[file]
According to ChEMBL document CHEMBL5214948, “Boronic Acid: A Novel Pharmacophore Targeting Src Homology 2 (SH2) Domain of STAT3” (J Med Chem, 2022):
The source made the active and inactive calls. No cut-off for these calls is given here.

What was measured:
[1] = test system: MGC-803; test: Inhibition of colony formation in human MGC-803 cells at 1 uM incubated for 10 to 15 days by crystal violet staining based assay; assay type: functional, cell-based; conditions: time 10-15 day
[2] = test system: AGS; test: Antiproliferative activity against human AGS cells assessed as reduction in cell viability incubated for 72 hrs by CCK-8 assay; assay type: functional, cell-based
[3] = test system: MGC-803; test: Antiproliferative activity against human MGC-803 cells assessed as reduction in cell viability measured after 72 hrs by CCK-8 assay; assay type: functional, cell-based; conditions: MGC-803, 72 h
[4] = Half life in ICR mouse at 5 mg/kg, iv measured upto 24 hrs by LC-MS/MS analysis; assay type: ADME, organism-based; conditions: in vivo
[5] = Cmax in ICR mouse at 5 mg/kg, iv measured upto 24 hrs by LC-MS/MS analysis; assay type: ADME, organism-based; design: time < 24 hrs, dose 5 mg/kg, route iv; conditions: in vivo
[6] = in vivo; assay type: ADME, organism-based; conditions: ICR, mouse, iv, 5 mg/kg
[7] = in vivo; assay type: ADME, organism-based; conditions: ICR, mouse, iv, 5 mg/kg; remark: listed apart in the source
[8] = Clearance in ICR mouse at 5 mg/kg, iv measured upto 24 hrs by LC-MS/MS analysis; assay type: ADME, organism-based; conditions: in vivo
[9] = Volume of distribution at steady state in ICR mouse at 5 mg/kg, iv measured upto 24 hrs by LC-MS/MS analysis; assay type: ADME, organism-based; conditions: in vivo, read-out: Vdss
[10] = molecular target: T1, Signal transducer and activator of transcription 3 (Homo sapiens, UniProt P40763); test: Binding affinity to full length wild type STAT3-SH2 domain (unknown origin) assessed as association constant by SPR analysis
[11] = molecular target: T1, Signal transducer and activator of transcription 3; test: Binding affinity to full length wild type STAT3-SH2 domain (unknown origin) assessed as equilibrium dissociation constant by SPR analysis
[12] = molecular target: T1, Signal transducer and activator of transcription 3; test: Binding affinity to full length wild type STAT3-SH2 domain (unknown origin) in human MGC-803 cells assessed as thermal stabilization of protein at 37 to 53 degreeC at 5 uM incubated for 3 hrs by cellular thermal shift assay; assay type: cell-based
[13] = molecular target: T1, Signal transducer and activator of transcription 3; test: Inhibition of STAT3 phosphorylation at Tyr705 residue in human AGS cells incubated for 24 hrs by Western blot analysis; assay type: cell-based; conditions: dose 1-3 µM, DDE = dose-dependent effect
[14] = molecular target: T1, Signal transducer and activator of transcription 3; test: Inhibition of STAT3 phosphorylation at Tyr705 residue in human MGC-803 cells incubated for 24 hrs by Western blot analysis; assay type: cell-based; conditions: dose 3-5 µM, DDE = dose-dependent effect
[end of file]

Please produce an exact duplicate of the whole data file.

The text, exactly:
According to ChEMBL document CHEMBL5214948, “Boronic Acid: A Novel Pharmacophore Targeting Src Homology 2 (SH2) Domain of STAT3” (J Med Chem, 2022):
The source made the active and inactive calls. No cut-off for these calls is given here.

What was measured:
[1] = test system: MGC-803; test: Inhibition of colony formation in human MGC-803 cells at 1 uM incubated for 10 to 15 days by crystal violet staining based assay; assay type: functional, cell-based; conditions: time 10-15 day
[2] = test system: AGS; test: Antiproliferative activity against human AGS cells assessed as reduction in cell viability incubated for 72 hrs by CCK-8 assay; assay type: functional, cell-based
[3] = test system: MGC-803; test: Antiproliferative activity against human MGC-803 cells assessed as reduction in cell viability measured after 72 hrs by CCK-8 assay; assay type: functional, cell-based; conditions: MGC-803, 72 h
[4] = Half life in ICR mouse at 5 mg/kg, iv measured upto 24 hrs by LC-MS/MS analysis; assay type: ADME, organism-based; conditions: in vivo
[5] = Cmax in ICR mouse at 5 mg/kg, iv measured upto 24 hrs by LC-MS/MS analysis; assay type: ADME, organism-based; design: time < 24 hrs, dose 5 mg/kg, route iv; conditions: in vivo
[6] = in vivo; assay type: ADME, organism-based; conditions: ICR, mouse, iv, 5 mg/kg
[7] = in vivo; assay type: ADME, organism-based; conditions: ICR, mouse, iv, 5 mg/kg; remark: listed apart in the source
[8] = Clearance in ICR mouse at 5 mg/kg, iv measured upto 24 hrs by LC-MS/MS analysis; assay type: ADME, organism-based; conditions: in vivo
[9] = Volume of distribution at steady state in ICR mouse at 5 mg/kg, iv measured upto 24 hrs by LC-MS/MS analysis; assay type: ADME, organism-based; conditions: in vivo, read-out: Vdss
[10] = molecular target: T1, Signal transducer and activator of transcription 3 (Homo sapiens, UniProt P40763); test: Binding affinity to full length wild type STAT3-SH2 domain (unknown origin) assessed as association constant by SPR analysis
[11] = molecular target: T1, Signal transducer and activator of transcription 3; test: Binding affinity to full length wild type STAT3-SH2 domain (unknown origin) assessed as equilibrium dissociation constant by SPR analysis
[12] = molecular target: T1, Signal transducer and activator of transcription 3; test: Binding affinity to full length wild type STAT3-SH2 domain (unknown origin) in human MGC-803 cells assessed as thermal stabilization of protein at 37 to 53 degreeC at 5 uM incubated for 3 hrs by cellular thermal shift assay; assay type: cell-based
[13] = molecular target: T1, Signal transducer and activator of transcription 3; test: Inhibition of STAT3 phosphorylation at Tyr705 residue in human AGS cells incubated for 24 hrs by Western blot analysis; assay type: cell-based; conditions: dose 1-3 µM, DDE = dose-dependent effect
[14] = molecular target: T1, Signal transducer and activator of transcription 3; test: Inhibition of STAT3 phosphorylation at Tyr705 residue in human MGC-803 cells incubated for 24 hrs by Western blot analysis; assay type: cell-based; conditions: dose 3-5 µM, DDE = dose-dependent effect